Chinese oil demand, so long the picture of a ravenous bull, is looking more like a vomiting bear.
PetroChina reported its worst-ever first-half profit on Wednesday. That was mostly due to collapsing oil prices savaging profits in the upstream part of the business.
Here, though, I am more concerned with PetroChina's downstream business; specifically, its domestic fuel sales. These, together with rival Sinopec, account for more than half the market in China and so provide a useful window on demand that I track every quarter for Gadfly (see here and here for the previous two updates).
Here come the charts:
As you can see, fuel sales have been flatlining for China's two behemoths since late 2014 -- which coincides with the beginning of the oil crash. Excess supply is, after all, a function of demand as well as production.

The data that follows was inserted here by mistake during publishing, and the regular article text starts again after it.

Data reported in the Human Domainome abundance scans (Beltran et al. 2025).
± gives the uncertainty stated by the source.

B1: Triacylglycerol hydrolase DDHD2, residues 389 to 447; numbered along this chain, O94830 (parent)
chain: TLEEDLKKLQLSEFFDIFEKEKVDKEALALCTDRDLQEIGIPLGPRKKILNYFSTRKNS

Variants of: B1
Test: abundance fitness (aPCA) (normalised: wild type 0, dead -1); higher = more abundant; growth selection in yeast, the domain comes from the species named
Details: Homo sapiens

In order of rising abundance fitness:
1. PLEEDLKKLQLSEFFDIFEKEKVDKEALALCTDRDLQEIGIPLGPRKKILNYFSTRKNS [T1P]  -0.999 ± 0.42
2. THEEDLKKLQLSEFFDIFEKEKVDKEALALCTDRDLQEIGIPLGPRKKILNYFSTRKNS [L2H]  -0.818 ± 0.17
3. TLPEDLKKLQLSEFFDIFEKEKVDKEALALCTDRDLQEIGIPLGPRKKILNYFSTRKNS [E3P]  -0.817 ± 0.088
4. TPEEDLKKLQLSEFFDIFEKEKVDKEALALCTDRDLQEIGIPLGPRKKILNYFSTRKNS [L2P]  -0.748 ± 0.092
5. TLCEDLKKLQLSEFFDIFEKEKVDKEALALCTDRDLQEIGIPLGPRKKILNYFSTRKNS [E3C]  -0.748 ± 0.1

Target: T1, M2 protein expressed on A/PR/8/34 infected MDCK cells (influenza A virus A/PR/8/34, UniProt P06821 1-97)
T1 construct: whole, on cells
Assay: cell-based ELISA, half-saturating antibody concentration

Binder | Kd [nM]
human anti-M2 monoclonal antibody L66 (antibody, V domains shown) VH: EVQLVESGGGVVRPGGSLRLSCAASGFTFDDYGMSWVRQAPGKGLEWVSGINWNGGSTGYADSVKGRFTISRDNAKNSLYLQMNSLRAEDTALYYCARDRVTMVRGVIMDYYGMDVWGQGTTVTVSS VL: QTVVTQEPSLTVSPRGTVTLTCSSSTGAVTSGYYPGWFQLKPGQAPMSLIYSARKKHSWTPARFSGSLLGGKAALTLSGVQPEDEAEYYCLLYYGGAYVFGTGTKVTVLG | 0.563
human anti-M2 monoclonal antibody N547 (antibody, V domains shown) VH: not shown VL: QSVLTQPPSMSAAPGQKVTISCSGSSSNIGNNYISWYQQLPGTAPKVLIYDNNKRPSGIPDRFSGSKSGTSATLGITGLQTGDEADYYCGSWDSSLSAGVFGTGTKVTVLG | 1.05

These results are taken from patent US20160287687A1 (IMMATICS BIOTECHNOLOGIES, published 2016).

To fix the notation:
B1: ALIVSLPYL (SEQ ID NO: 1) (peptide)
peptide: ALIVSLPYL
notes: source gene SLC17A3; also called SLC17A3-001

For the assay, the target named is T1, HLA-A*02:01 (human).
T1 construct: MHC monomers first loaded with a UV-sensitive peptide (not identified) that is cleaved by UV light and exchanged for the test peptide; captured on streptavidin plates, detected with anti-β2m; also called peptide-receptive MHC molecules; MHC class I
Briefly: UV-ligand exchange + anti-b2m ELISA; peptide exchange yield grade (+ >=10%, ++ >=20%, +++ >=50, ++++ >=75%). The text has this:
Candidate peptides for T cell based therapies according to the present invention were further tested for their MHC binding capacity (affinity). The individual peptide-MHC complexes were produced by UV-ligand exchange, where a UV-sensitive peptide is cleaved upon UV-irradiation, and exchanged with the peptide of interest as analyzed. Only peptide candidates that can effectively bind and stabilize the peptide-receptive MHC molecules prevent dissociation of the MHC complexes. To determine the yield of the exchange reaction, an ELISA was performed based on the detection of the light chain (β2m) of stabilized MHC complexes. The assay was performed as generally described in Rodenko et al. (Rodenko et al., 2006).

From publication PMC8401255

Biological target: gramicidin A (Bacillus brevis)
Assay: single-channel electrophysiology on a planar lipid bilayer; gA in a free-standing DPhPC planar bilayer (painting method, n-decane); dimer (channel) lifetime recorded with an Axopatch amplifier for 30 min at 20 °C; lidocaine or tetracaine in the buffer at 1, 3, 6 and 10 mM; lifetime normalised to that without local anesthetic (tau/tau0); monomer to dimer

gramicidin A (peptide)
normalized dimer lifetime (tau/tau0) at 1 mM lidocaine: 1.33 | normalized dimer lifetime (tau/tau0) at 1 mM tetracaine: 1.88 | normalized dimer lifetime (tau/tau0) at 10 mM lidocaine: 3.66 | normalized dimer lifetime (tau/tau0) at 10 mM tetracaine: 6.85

China's slowing demand is a headache particularly for refiners. Cheaper crude encourages refiners everywhere to process as much of the stuff as they can. But without adequate demand to take their output, that just means the crude-oil glut becomes a refined-product glut. And China is the perfect example of this:
As seen in steel, aluminum and other commodity products, when China's appetite for fuel slackens, that just means more for everybody else. Drink up.
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